Mknac’s Weblog

Diving into the shallow pool of Web 2.0 and Social Media head first!

I’ve gone MAC and I’m not going back

I’ve had an IPhone for some time and swear it’s the best phone I’ve ever had which eventually lead me down a new path. A couple months ago I was using my HP Windows Vista Dual Core processor with 2 gigs of ram PC at home and life was good. The next evening I turn my PC on and I get a Microsoft error message saying that my copy of Windows Vista was unauthorized. WTF you say? Those were my thoughts exactly. (At least it was a change from the Microsoft blue screen of death.)

Apple IMac

So I call the evil empire help desk. Too bad dude your copy of Windows Vista is out of warranty but you can pay us big bucks to try to talk you through it on the phone. I don’t think so Darth. Other wise you can go to a Micrsoft users help blog. Here try to copy this URL down. I don’t think so Darth.

Anyhow I was so mad the next morning I take my happy ass down the Apple store in Montgomery Mall. Did you know they don’t even have check out counters in a Apple store? It’s like when you turn in a rental car. They have those same scanners and scan your purchase where you are standing, swipe your credit card and print your receipt on the spot. But I digress.

So I buy an IMac just to stick it to the man. The new really cool brushed aluminum ones with a wireless keyboard and wireless mouse. Needless to say for all you MAC users out there my relationship with my MAC is completely different than what I had with my PC.  Come to think of it I didn’t have a relationship with my PC. Now I kind of feel about my IMac the way I feel about my Trek 1500 road bike; I love it.  It’s like that movie a few years ago where everything was in black and white. Then people started seeing in color.

Even the visualizer in ITunes is much more vibrant than my Windows Vista PC.  I’m computing and surfing the web in color now and won’t be going back to black and white. I didn’t notice or appreciate the differences immediately but now that I’ve been using a MAC for some time now I can’t believe anybody actually puts up with Microsoft’s operating systems. We’ll that’s your problem, I’ve got a IMac.  Anybody need copies of Microsoft software?

Hey maybe Apple will see my blog and ask me to do a commercial for them?

June 20, 2008 Posted by | Uncategorized | , , , , , , , , , | 5 Comments

Are you a Google or a Yahoo?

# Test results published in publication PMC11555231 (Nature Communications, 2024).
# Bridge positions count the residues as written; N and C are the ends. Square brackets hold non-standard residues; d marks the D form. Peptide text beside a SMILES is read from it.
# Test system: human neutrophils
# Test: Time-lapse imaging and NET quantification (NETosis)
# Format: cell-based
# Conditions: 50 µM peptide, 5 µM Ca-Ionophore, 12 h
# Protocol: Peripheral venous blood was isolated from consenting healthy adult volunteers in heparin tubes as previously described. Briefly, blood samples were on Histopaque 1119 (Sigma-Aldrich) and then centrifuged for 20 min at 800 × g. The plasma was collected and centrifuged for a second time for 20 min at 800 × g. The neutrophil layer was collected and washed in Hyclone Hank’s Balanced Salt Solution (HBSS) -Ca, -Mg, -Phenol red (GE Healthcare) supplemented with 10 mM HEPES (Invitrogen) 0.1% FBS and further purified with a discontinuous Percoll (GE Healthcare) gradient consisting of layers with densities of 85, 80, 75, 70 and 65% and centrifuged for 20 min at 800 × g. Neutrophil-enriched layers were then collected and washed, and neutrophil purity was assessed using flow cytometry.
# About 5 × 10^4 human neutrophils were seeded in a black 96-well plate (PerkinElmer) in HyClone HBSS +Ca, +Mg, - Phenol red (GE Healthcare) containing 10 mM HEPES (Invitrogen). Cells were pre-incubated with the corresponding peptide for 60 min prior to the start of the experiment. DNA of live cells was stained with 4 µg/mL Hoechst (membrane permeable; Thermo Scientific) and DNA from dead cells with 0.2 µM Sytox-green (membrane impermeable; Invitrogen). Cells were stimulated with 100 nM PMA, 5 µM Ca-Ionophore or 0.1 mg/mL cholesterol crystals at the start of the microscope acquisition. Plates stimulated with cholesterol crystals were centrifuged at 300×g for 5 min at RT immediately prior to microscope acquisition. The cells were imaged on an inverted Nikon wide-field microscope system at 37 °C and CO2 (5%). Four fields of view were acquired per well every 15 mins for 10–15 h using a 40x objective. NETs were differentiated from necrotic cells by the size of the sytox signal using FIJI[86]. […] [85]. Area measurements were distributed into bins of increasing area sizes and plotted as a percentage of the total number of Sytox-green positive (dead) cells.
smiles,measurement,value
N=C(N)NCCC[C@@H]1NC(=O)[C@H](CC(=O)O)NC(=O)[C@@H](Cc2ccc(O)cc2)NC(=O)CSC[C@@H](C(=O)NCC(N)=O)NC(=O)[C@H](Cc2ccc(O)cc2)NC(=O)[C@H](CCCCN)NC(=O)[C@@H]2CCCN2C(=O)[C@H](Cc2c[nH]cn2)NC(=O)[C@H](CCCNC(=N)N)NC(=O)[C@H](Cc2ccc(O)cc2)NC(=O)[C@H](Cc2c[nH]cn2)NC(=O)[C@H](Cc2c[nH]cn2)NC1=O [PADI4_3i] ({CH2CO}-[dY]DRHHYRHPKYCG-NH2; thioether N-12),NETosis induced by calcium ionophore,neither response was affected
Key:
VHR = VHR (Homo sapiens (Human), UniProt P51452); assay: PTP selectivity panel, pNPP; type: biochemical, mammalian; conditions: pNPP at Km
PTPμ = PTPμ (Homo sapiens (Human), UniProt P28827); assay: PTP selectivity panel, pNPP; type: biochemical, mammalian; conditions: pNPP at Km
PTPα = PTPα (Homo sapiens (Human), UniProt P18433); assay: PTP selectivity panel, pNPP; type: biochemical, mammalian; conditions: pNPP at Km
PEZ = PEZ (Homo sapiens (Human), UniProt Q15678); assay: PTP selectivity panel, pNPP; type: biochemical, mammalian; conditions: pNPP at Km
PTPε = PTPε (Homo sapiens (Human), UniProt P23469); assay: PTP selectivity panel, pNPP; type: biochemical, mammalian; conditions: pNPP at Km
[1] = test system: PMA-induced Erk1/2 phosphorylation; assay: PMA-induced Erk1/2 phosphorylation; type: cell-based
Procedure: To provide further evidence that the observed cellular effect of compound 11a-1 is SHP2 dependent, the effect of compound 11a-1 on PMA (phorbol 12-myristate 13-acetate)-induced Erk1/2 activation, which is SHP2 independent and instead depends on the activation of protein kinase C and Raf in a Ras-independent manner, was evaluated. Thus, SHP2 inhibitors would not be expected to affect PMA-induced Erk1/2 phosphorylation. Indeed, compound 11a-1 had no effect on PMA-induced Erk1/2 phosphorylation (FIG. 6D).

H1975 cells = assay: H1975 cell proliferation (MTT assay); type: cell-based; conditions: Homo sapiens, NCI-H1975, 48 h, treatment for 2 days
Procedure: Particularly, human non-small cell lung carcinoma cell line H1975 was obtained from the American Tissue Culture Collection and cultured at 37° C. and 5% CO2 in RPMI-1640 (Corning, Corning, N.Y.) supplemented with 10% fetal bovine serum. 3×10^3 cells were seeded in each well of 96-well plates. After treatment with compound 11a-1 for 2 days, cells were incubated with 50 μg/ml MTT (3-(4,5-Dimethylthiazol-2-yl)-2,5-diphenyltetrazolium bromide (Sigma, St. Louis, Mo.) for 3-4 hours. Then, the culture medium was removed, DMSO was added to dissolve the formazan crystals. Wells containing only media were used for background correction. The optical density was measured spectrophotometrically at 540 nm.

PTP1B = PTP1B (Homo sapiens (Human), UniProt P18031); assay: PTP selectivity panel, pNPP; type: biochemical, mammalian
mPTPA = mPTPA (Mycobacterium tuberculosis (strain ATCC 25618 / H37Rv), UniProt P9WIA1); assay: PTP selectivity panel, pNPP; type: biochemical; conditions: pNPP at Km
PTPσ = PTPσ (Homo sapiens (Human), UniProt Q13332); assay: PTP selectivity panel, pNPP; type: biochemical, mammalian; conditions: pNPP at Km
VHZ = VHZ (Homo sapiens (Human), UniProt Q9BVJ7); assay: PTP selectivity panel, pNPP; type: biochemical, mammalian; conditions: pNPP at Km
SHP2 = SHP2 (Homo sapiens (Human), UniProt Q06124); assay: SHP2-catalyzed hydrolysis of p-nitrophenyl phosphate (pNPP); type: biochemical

The Search; How Google and Its Rivals Rewrote the Rules of Business and Transformed Our Culture” by John Battelle is a book that provides a fascinating look into how Google became the largest media company in the world today. Battelle also provides insights into how search engines work and the differences between major search engines such as Google, Yahoo, MSN, AltaVista and many others.

“The Search” uses numerous examples of people, companies and events that have been transformed along with Google’s rise to the top of the search engine pile. Ultimately the search engine battle I feel boils down to two issues. Which companies can better develop a business model to generate revenue from searches and which companies can provide search results that are closer to your intent.

I’ve always been a Yahoo person myself as my experience is that I’m able to more easily find what I’m looking for on Yahoo rather than Google. Could people be predisposed to a search engine because its algorithms more closely approximate your thinking? Based on the statistics I guess I’m in the minority on this issue as more people use Google than any other search engine. Based on revenue, Google has developed a business model that’s clearly out producing its competitors.

The amount of services that Google provides is incredible. Just to think that a few years ago many of these services that we now rely upon every day didn’t exist. Google is mining our digital clickstream to develop services that they want to provide all covered with ad producing revenue.

Google has certainly achieved many remarkable goals and provided convenient and useful services and programs to its users. I’m not sure if it’s good or bad to have so much market power and information in the hands of one company. Could you argue that Google is a monopoly? I don’t think you’d win that argument at this point.